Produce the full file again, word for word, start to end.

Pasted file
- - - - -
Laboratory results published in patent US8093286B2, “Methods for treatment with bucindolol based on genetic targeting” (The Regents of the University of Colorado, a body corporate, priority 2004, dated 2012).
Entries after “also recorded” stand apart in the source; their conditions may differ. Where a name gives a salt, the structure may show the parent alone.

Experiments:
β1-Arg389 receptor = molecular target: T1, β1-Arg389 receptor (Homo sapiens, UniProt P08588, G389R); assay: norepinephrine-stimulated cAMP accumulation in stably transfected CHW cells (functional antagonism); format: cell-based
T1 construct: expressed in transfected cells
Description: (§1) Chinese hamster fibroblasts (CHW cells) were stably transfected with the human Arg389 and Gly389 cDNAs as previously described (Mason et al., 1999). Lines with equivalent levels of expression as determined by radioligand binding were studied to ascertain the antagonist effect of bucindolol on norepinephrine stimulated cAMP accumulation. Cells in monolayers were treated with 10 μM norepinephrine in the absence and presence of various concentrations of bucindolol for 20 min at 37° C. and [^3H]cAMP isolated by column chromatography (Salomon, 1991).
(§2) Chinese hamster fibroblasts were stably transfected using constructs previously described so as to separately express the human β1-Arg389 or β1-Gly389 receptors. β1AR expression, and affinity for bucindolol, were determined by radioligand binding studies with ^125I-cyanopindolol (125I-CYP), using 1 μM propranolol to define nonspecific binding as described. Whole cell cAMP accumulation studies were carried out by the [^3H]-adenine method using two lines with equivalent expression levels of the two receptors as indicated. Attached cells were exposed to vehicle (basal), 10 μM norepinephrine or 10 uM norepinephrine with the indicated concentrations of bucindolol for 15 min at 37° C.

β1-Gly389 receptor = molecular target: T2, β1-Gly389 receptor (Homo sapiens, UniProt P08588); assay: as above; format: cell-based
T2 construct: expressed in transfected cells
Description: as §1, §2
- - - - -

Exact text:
Laboratory results published in patent US8093286B2, “Methods for treatment with bucindolol based on genetic targeting” (The Regents of the University of Colorado, a body corporate, priority 2004, dated 2012).
Entries after “also recorded” stand apart in the source; their conditions may differ. Where a name gives a salt, the structure may show the parent alone.

Experiments:
β1-Arg389 receptor = molecular target: T1, β1-Arg389 receptor (Homo sapiens, UniProt P08588, G389R); assay: norepinephrine-stimulated cAMP accumulation in stably transfected CHW cells (functional antagonism); format: cell-based
T1 construct: expressed in transfected cells
Description: (§1) Chinese hamster fibroblasts (CHW cells) were stably transfected with the human Arg389 and Gly389 cDNAs as previously described (Mason et al., 1999). Lines with equivalent levels of expression as determined by radioligand binding were studied to ascertain the antagonist effect of bucindolol on norepinephrine stimulated cAMP accumulation. Cells in monolayers were treated with 10 μM norepinephrine in the absence and presence of various concentrations of bucindolol for 20 min at 37° C. and [^3H]cAMP isolated by column chromatography (Salomon, 1991).
(§2) Chinese hamster fibroblasts were stably transfected using constructs previously described so as to separately express the human β1-Arg389 or β1-Gly389 receptors. β1AR expression, and affinity for bucindolol, were determined by radioligand binding studies with ^125I-cyanopindolol (125I-CYP), using 1 μM propranolol to define nonspecific binding as described. Whole cell cAMP accumulation studies were carried out by the [^3H]-adenine method using two lines with equivalent expression levels of the two receptors as indicated. Attached cells were exposed to vehicle (basal), 10 μM norepinephrine or 10 uM norepinephrine with the indicated concentrations of bucindolol for 15 min at 37° C.

β1-Gly389 receptor = molecular target: T2, β1-Gly389 receptor (Homo sapiens, UniProt P08588); assay: as above; format: cell-based
T2 construct: expressed in transfected cells
Description: as §1, §2